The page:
Hospice caregiver learns patient was doctor who delivered her
FARGO — Clayton Jensen was a beloved physician during his career, whether it was at a small-town practice in Valley City, N.D., delivering babies, or mentoring and training family practice doctors throughout the region.
His son, Paul Jensen, remembers that people loved his father's calm, comforting presence.
"His humor was exceptional," he said. "He was very gentle and kind and respectful of people."
But when dementia and Alzheimer's began to take their toll, Clayton and his family turned to hospice for end-of-life care at Ecumen in Detroit Lakes, Minn. It was there that Clayton met one of his caregivers, Angie Milner.
"I showed up at the nursing home and I told him I was there to see him," she recalls. "(We) had a really good visit."
Clayton was having a good day and soon the two began talking about their lives. Angie learned that her patient was a doctor who delivered babies in Valley City — the city she was born in.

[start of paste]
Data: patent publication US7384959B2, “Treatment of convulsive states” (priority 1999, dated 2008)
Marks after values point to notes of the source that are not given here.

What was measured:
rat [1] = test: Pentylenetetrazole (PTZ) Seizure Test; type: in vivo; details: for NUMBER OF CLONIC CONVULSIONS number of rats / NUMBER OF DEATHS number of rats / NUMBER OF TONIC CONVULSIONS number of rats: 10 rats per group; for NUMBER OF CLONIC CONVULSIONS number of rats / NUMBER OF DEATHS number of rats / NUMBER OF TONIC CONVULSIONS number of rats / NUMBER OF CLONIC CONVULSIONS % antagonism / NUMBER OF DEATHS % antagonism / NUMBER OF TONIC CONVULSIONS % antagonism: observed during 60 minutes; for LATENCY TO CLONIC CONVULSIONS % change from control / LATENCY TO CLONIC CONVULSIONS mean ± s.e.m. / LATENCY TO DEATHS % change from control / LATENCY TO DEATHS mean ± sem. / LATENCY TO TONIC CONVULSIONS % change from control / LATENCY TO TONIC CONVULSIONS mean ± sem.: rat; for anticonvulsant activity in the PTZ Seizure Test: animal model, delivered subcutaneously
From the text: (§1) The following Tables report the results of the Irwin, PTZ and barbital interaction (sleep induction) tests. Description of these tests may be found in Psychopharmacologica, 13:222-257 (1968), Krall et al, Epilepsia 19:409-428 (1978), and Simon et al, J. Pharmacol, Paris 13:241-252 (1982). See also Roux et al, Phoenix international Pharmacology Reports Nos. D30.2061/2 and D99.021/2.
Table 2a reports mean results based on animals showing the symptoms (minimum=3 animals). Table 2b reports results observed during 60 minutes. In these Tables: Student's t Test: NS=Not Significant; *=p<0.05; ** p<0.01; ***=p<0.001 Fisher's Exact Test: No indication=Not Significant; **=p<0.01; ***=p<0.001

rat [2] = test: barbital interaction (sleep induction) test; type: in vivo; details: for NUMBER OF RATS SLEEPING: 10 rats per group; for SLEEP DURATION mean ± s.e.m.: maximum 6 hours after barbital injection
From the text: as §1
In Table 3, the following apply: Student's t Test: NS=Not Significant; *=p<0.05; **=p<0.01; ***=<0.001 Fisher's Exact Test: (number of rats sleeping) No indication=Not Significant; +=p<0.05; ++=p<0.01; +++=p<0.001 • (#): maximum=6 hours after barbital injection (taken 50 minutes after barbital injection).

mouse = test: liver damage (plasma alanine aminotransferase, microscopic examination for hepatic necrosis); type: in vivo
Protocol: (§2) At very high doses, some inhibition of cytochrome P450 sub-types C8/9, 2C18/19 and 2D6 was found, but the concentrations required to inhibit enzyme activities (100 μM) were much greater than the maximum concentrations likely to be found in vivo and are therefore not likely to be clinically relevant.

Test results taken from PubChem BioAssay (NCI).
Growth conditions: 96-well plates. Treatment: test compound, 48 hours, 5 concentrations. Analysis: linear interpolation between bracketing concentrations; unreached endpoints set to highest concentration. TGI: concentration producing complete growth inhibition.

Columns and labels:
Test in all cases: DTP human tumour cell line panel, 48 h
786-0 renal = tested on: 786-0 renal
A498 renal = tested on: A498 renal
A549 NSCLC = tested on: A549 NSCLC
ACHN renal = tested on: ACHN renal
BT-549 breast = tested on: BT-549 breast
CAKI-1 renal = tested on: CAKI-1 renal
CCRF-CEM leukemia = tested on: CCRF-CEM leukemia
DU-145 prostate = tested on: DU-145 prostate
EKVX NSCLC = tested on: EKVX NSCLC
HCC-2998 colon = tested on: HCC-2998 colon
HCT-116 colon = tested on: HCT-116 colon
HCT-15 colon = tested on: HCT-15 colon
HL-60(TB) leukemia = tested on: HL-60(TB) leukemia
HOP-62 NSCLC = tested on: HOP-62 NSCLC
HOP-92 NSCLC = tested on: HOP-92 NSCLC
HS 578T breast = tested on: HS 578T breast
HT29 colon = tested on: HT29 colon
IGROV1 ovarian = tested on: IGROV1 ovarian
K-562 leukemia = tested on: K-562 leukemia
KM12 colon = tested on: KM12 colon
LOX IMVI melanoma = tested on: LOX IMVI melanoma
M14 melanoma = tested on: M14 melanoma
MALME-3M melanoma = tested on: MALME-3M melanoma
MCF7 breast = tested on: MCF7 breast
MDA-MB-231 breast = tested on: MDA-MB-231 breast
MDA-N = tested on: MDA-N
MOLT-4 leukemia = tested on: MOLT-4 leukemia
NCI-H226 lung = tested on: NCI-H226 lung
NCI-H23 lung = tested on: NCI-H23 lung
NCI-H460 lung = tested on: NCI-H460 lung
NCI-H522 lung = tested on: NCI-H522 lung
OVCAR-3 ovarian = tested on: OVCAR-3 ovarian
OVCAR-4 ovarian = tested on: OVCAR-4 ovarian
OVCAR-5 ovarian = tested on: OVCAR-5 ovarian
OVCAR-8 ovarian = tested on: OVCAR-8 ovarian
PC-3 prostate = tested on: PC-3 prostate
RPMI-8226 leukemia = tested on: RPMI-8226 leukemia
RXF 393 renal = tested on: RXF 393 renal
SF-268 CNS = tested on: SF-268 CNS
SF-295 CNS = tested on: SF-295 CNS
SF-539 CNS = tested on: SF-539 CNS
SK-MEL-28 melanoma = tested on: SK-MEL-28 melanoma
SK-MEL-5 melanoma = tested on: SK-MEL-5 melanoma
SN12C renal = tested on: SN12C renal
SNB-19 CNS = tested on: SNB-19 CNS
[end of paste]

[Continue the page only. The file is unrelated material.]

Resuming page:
Curious, she told Clayton that she was delivered by "Dr. Jensen."
"I asked if his name was on all the birth certificates and he said yes," she remembers.
Angie then went and got her birth certificate.
"I looked at it, and sure enough, it was his signature and his name that was on it," she said. "I brought it back inside and I gave it to him and he just stared at it ... tears starting rolling down his face."
Clayton confirmed that it was his signature.
"You are the doctor who delivered me," Angie remembers telling him. She says the moment still gives her goosebumps whenever she thinks of it.
"I can't even describe it ... my heart was so full, even after I left I had to pull over on the side of the road and just cried," she said. "Even now, thinking about it, I get goosebumps."
For Clayton's family, it was a confirmation of a life well-lived — someone the doctor helped bring into the world was now comforting him as he passed.
"I feel so blessed to have met him," Angie said. "I think about him all the time when I go to work ... it is such a small world."